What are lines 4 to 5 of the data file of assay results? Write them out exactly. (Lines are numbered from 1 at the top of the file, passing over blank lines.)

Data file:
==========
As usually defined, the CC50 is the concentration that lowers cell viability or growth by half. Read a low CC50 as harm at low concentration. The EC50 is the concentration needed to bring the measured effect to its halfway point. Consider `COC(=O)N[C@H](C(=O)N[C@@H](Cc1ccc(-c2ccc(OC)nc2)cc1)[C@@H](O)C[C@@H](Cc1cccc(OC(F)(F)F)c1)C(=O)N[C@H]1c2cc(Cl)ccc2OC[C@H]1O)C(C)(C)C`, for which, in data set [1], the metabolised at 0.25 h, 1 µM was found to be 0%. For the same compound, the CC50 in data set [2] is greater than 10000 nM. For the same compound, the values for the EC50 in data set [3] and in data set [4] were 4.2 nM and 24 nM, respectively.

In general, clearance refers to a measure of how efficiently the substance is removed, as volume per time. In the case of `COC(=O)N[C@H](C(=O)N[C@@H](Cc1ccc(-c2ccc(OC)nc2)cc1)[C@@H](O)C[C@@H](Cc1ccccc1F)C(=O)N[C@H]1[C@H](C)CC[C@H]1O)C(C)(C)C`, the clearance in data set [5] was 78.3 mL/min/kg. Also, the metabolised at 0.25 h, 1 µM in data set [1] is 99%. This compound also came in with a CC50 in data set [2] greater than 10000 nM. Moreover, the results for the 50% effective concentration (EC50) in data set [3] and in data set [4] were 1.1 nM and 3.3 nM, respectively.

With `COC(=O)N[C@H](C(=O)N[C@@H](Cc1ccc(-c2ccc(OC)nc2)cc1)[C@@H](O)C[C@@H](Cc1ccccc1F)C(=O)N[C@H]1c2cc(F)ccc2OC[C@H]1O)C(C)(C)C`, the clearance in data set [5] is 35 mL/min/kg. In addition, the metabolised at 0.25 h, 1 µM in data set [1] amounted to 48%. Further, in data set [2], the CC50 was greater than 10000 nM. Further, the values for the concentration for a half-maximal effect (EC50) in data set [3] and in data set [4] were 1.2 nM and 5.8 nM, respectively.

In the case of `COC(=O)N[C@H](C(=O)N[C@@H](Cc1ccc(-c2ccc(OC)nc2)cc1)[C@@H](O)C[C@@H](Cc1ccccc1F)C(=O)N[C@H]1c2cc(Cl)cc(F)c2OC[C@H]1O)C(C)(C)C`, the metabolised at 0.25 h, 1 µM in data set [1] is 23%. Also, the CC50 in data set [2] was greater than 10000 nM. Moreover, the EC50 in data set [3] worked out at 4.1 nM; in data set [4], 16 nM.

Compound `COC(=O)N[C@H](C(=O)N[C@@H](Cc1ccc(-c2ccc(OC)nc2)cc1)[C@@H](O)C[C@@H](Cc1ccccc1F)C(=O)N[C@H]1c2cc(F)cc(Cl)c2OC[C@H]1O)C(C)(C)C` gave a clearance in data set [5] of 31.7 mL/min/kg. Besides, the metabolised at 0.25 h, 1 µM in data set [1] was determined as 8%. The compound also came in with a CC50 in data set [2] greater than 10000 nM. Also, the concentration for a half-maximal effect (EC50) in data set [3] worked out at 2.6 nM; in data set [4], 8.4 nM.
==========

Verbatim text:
In the case of `COC(=O)N[C@H](C(=O)N[C@@H](Cc1ccc(-c2ccc(OC)nc2)cc1)[C@@H](O)C[C@@H](Cc1ccccc1F)C(=O)N[C@H]1c2cc(Cl)cc(F)c2OC[C@H]1O)C(C)(C)C`, the metabolised at 0.25 h, 1 µM in data set [1] is 23%. Also, the CC50 in data set [2] was greater than 10000 nM. Moreover, the EC50 in data set [3] worked out at 4.1 nM; in data set [4], 16 nM.

Compound `COC(=O)N[C@H](C(=O)N[C@@H](Cc1ccc(-c2ccc(OC)nc2)cc1)[C@@H](O)C[C@@H](Cc1ccccc1F)C(=O)N[C@H]1c2cc(F)cc(Cl)c2OC[C@H]1O)C(C)(C)C` gave a clearance in data set [5] of 31.7 mL/min/kg. Besides, the metabolised at 0.25 h, 1 µM in data set [1] was determined as 8%. The compound also came in with a CC50 in data set [2] greater than 10000 nM. Also, the concentration for a half-maximal effect (EC50) in data set [3] worked out at 2.6 nM; in data set [4], 8.4 nM.